“KSL and Aspen previously announced plans to acquire Intrawest Resorts Holdings, Inc. through this new entity.
“Mammoth has been Southern California’s mountain home since 1948,” said Rusty Gregory, Chairman and CEO of Mammoth Resorts. “After doubling down on our offerings to Southern California with the purchase of Snow Summit and Bear Mountain in 2014, joining this new venture led by Aspen and KSL is the next logical chapter in the story of Mammoth Resorts. This new platform, built around a collective passion for the mountains and our commitment to the people who visit, work and live there, is exactly what the ski resort business needs.
“I am excited about the future prospects for Mammoth Resorts, our people and this new enterprise.”
“We have taken great pride in our ownership of Mammoth over the last 12 years,” Barry Sternlicht, Chairman and CEO of Starwood Capital Group said. “We invested in the mountains, our people, and planning for the long term future. Together with Mammoth’s talented management team, we successfully navigated a very tumultuous period. We implemented state-of-the-art marketing programs, installed modern RFID technology to improve traffic flow, and we added significant new lift capacity.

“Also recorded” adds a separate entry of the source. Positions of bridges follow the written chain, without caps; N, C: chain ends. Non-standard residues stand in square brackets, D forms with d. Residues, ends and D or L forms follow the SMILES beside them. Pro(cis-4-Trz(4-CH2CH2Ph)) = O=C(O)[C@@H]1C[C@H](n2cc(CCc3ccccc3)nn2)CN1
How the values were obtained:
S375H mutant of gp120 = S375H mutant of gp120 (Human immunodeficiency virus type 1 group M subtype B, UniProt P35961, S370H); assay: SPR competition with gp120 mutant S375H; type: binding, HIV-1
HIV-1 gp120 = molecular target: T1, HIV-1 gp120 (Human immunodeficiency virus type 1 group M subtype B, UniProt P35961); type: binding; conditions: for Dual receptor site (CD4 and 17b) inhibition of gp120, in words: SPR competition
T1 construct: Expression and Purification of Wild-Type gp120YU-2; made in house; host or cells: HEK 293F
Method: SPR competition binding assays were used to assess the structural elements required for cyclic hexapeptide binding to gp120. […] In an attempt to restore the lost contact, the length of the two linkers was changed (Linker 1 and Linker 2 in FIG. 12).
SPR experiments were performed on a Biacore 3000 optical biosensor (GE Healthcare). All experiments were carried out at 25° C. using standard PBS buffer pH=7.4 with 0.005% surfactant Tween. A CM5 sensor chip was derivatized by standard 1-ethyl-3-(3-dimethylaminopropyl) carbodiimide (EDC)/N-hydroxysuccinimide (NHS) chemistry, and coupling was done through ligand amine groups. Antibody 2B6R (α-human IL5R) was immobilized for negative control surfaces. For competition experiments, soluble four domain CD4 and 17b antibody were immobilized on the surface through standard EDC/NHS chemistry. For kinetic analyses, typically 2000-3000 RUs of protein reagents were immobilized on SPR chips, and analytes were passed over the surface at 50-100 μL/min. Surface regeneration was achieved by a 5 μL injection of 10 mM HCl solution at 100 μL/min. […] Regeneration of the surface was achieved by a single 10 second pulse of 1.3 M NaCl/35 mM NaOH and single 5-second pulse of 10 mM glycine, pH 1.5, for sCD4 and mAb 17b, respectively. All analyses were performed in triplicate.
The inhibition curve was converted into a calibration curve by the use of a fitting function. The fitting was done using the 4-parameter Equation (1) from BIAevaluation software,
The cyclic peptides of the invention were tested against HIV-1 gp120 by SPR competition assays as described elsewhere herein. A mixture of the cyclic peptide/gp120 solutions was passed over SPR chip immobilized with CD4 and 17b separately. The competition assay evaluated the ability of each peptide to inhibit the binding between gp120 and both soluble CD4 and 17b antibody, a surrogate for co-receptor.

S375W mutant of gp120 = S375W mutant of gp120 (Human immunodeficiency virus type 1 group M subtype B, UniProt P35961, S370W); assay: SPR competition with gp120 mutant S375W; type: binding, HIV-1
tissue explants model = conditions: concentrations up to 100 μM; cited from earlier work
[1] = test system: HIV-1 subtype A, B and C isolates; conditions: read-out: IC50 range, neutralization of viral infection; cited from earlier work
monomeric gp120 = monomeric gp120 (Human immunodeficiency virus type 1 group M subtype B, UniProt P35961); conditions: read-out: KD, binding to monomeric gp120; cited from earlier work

Here is more information on what the sale means, and who is behind it:
• Season Passes: For the full 2017-18 winter season, Mammoth will continue to honor the resort’s existing pass products that are currently on sale, including the Mountain Collective, according to MMSA.
• Aspen Skiing Company: Aspen Skiing Company owns and operates the four mountains of Aspen Snowmass – Snowmass, Aspen Mountain, Aspen Highlands and Buttermilk – as well hospitality properties The Little Nell, Residences at The Little Nell, Limelight Aspen and Limelight Ketchum in Ketchum, Idaho. For more information, visit
• KSL Capital Partners: KSL Capital Partners, LLC is a private equity firm specializing in travel and leisure enterprises in five primary sectors: hospitality, recreation, clubs, real estate and travel services. KSL has offices in Denver, Colorado; Stamford, Connecticut; and London.. For more information, visit
• Starwood Capital Group: Starwood Capital Group is a private alternative investment firm with a core focus on global real estate, energy infrastructure and oil and gas. The firm and its affiliates maintain nine offices in three countries around the world, and currently have more than 2,000 employees. Starwood Capital Group has raised over $37 billion of equity capital since its inception in 1991, and currently manages approximately $52 billion in assets. The firm has invested in virtually every category of real estate on a global basis, opportunistically shifting asset classes, geographies and positions in the capital stack as it perceives risk/reward dynamics to be evolving. Additional information can be found at
• Advisors: Morgan Stanley & Co. LLC is serving as financial advisor to Mammoth Resorts. Goldman, Sachs & Co. is serving as financial advisor to the new entity formed by Aspen and KSL.
• Kirkland & Ellis LLP is serving as legal advisor to Mammoth. Hogan Lovells US LLP, Latham and Watkins LLP and Simpson Thacher & Bartlett LLP are serving as legal advisors to Aspen and KSL.